A conviction for a crime involving moral turpitude can prevent you from getting a U.S. visa or green card (lawful permanent residence). Nolo’s article, “What’s a Crime of Moral Turpitude According to U.S. Immigration Law?” will give you the basics on what types of crimes fit this categorization.
If you were young when you committed the crime, you may be interested in the “youthful offender exception” (found in section 212(a)(2)(A)(ii)(I) of the Immigration and Nationality Act). As discussed in this article, the youthful offender exception -- which is different than a conviction in juvenile court -- stops a conviction for a crime involving moral turpitude from being an automatic bar to eligibility for legal status.
Determining Whether You Are a “Youthful Offender”
Your conviction for a crime involving moral turpitude will be excused if you meet the four following requirements:
- You were under 18 years old when you committed the offense. The youthful offender exception applies even if you were an adult at the time of trial or when you served your sentence.
- You were convicted in a regular criminal court. This means that you must have been tried as an adult to qualify for the youthful offender exception. If you were tried in a juvenile court, you most likely do not need the youthful offender exception because the U.S. government probably cannot use your conviction to automatically bar you from obtaining legal status, even if you do not meet the other requirements listed here.
- It has been more than five years since you committed the offense.
- If you were sentenced to jail or a correctional institution, it has been more than five years since you were released.
For example, if you committed a crime involving moral turpitude the day before your 18th birthday, were tried and convicted as an adult, served six months in jail, and applied for a visa five years and one day after your release, you would be considered a youthful offender.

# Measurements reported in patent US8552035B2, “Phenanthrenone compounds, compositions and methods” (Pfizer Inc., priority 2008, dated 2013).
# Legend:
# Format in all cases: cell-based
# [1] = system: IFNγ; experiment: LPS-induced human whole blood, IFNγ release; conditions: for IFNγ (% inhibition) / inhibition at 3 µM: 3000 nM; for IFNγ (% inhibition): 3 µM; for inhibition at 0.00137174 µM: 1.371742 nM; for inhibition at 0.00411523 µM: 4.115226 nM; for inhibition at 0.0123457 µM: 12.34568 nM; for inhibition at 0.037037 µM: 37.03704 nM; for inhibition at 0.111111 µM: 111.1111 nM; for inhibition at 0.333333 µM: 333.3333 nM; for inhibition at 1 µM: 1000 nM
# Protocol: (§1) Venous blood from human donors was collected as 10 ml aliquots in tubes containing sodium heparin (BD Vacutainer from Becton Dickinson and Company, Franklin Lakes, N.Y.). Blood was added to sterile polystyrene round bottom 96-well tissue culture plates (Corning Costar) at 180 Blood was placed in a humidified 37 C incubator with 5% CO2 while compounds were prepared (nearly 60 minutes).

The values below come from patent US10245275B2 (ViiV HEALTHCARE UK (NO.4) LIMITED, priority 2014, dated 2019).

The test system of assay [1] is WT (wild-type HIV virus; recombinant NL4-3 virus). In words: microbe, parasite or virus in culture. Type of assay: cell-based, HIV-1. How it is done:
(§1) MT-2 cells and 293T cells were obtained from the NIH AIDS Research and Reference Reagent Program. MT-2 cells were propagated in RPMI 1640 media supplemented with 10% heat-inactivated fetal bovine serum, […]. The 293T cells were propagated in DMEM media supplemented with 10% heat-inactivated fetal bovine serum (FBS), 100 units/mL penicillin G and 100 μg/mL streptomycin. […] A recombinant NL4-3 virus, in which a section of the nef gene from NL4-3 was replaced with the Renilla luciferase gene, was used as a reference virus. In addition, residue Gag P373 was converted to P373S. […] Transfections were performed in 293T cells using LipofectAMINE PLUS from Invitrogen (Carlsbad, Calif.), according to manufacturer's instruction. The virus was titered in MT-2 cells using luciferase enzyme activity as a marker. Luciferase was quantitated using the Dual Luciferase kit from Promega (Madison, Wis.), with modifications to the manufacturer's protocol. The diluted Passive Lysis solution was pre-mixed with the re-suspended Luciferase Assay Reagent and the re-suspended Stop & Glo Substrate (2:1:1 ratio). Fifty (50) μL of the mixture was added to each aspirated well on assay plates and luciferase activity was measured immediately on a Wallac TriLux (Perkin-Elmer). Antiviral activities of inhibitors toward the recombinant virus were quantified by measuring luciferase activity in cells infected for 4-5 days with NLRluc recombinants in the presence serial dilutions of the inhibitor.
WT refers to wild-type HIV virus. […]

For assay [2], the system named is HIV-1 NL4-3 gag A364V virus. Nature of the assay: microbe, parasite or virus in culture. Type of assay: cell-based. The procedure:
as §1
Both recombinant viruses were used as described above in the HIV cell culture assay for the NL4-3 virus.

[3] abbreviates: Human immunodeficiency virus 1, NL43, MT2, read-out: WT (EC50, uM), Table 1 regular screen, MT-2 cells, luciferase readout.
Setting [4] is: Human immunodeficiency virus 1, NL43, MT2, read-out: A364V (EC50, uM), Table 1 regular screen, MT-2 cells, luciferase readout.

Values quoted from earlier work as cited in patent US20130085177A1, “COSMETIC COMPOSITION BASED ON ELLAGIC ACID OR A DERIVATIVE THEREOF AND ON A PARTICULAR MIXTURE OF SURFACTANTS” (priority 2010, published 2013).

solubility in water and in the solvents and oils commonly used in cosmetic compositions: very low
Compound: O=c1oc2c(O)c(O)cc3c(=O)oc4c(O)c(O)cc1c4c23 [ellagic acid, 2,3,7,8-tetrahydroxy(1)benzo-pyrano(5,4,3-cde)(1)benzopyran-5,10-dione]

If you committed a crime involving moral turpitude when you were 16 years old, pled guilty in adult court, served two years in jail, and applied for a visa five years and one day after the date of your conviction, you would not be considered a youthful offender. You would need to wait two more years and apply when you had been out of jail for five years.
How to Show That the Youthful Offender Exception Applies
In order to show that your offense is covered by the youthful offender exception, you will need to provide the U.S. government with:
- your birth certificate or other documentation to establish proof of your age
- a certified disposition of your case, showing your conviction and sentence, and
- proof that you were released from jail more than five years before filing your application (if applicable in your case).
Procedures for obtaining a certified record of your conviction vary from court to court. You or your attorney should be able to get the records you need by contacting the clerk of the court in which you were convicted.
You can get evidence of the date of your release from jail by contacting the institution in which you were held, the department of justice for the state in which you were held, or your probation officer if you have one.
You should also provide a copy of the language of the statute under which you were convicted when you submit your immigration application. You can find most statutes on state websites or at the public library.
Situations Where the Youthful Offender Exception Won’t Help
The youthful offender exception applies only to crimes involving moral turpitude. Many offenses, including most controlled substance violations, cannot be excused by the youthful offender exception.
Additionally, the youthful offender exception can be used to excuse only one offense. If you committed two or more crimes involving moral turpitude before turning 18, you will not be able to benefit from the youthful offender exception.
The youthful offender exception provides a way for certain immigrants convicted of crimes involving moral turpitude when they were young to remain eligible for admission to the United States. Even if you meet the requirements for the youthful offender exception, an immigration judge or USCIS officer may still consider your criminal past in evaluating your moral character.
Like all criminal issues in immigration law, the youthful offender exception is complicated and its availability depends on the specific circumstances of your case. If you have a criminal issue, it is best to see an experienced immigration attorney to help you determine how to proceed.